Carbohydrate for weight and metabolic control: where do we stand?
ABSTRACT Changes in lifestyle are considered to play an important role in the etiology of obesity and type 2 diabetes, and improvements in diet and physical activity are the first-choice treatment for these metabolic diseases. Since the dietary recommendations of almost 40 y ago that fat should be decreased and that carbohydrate should be increased, recommendations for a healthy diet, except for minor amendments, have not changed that much. It is generally considered that caloric restriction is more important than changes in the macronutrient composition of the diet for weight loss and body weight control. Although this is true, there is increasing evidence that changes in the macronutrient composition of the diet (decreasing carbohydrate and increasing unsaturated fats and/or protein) play a role that facilitates weight loss, increases insulin sensitivity and glucose tolerance, and improves cardiovascular risk factors, such as blood pressure, blood lipid profile, and inflammatory markers, often independent of weight loss. Low-carbohydrate diets, whether they be high in unsaturated fats and/or protein, are not recommended by the American Diabetes Association; however, despite this the Joslin Diabetes Center currently advocates a diet composition of approximately 40% carbohydrate, 30% fat, and 30% protein energy for overweight and obese adults with type 2 diabetes or prediabetes or those at high risk of developing type 2 diabetes. Hopefully, future studies will indicate whether diets with a more equilibrated macronutrient composition than presently recommended are more appropriate for body weight and metabolic control.
- SourceAvailable from: Manoocher Soleimani[Show abstract] [Hide abstract]
ABSTRACT: Metabolic syndrome, as manifested by visceral obesity, hypertension, insulin resistance, and dyslipidemia, is reaching epidemic proportions in the Western World, specifically the United States. Epidemiologic studies suggest that the increased prevalence of metabolic syndrome directly correlates with an increase in the consumption of fructose, mainly in the form of high-fructose corn syrup. This inexpensive alternative to traditional sugar has been increasingly utilized by the food industry as a sweetener since the 1960s. While augmented caloric intake and sedentary lifestyles play important roles in the increasing prevalence of obesity, the pathogenesis of hypertension in metabolic syndrome remains controversial. One intriguing observation points to the role of salt in fructose-induced hypertension. Recent studies in rodents demonstrate that increased dietary fructose intake stimulates salt absorption in the small intestine and kidney tubules, resulting in a state of salt overload, thus setting in motion a cascade of events that will lead to hypertension. These studies point to a novel interaction between the fructose-absorbing transporter, Glut5, and the salt transporters, NHE3 and PAT1, in the intestine and kidney proximal tubule. This paper will focus on synergistic roles of fructose and salt in the pathogenesis of hypertension resulting from salt overload.07/2011; 2011:392708. DOI:10.4061/2011/392708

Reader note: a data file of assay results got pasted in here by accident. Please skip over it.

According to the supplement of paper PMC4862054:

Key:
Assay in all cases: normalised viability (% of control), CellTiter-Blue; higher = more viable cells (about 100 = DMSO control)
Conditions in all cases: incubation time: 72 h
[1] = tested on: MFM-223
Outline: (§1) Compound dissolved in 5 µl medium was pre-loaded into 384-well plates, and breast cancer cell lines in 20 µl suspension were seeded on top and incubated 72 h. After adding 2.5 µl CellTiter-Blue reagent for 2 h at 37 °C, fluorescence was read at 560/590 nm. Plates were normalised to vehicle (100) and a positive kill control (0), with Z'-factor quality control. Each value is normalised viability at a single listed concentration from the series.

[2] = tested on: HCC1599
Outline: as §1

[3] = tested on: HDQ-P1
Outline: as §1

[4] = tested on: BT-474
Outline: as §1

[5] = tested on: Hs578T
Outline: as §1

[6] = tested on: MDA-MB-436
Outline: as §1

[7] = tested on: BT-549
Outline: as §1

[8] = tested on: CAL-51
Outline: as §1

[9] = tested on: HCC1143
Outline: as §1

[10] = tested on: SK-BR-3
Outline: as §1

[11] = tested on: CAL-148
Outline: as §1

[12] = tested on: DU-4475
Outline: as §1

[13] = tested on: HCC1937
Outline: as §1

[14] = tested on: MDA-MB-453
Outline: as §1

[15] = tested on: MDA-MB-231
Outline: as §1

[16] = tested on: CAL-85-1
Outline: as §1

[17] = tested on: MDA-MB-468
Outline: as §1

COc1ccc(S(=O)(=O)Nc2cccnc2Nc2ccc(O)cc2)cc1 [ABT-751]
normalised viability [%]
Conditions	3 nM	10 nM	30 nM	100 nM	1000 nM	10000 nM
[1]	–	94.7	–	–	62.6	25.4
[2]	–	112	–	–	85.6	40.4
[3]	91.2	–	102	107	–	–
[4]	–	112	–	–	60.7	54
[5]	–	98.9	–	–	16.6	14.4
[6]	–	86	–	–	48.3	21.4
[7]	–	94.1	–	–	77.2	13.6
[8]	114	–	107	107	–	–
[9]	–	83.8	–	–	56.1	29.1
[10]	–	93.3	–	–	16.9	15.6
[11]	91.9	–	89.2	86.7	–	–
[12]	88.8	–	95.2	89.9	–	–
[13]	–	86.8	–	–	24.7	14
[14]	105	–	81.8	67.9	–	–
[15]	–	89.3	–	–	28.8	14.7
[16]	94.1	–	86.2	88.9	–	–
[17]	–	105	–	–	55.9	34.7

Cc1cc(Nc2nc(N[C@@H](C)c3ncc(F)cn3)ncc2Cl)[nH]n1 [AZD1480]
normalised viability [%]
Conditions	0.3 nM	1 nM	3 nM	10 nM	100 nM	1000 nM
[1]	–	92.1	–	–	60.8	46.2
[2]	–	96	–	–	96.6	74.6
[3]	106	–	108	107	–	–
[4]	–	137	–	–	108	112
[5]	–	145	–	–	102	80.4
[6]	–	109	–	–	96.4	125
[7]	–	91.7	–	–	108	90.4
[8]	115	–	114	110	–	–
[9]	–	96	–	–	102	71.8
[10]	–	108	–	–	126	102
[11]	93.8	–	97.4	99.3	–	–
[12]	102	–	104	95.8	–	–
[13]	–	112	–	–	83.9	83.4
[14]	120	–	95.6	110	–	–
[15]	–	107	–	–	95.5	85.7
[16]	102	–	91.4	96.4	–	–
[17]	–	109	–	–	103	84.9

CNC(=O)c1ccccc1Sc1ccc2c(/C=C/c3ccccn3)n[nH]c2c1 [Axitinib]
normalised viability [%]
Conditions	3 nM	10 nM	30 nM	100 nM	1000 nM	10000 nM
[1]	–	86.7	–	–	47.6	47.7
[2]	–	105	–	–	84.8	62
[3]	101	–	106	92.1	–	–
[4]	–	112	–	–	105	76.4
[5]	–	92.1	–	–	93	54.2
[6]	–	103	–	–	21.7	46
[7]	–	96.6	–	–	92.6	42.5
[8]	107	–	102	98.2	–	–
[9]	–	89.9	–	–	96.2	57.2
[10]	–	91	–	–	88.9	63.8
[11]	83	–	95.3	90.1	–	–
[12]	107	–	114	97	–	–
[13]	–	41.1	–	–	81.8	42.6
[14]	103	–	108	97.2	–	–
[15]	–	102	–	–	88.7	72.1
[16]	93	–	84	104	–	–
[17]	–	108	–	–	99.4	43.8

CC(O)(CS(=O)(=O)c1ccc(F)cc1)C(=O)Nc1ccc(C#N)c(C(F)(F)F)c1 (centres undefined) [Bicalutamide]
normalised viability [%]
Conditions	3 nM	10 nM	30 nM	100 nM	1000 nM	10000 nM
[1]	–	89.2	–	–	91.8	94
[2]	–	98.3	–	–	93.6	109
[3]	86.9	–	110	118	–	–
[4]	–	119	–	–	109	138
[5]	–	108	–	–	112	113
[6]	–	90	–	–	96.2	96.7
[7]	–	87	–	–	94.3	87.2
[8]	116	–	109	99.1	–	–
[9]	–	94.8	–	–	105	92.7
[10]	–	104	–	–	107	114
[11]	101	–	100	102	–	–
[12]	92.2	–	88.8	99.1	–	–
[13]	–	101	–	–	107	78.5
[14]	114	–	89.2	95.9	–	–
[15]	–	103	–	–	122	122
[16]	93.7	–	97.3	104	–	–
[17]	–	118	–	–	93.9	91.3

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ABSTRACT: A quasi-zero reactive power demand which is mandatory in single-phase AC (25 kV/50 Hz) traction systems is considered. Multilevel converter structures and high-performance control techniques have been developed to fulfil this goal in AC heavy traction drives. The tasks of the three level rectifier are described in detail. The current control logic is particularly suitable for applications to multilevel bridges. Advantages deriving from the use of a medium-voltage converter with three different DC potentials are discussed. Digital simulation performed using the general-purpose electromagnetic transients program made it possible to verify the effectiveness of the regulating techniques on the whole system. By controlling converters suitably, the reactive power flowing was reduced to quasi-zero values having a constant voltage on the DC-link and minimizing the harmonic content of the line current in every load condition. Another regulation technique was studied to balance the voltage on condensers which, acting exclusively on the rectifier and not using dissipating techniques or raising the device switching frequency, manage to keep the unbalance DV within a prefixed bandApplied Power Electronics Conference and Exposition, 1990. APEC '90, Conference Proceedings 1990., Fifth Annual; 04/1990
- 07/2010; 13(4):429-31. DOI:10.1097/MCO.0b013e32833a76a8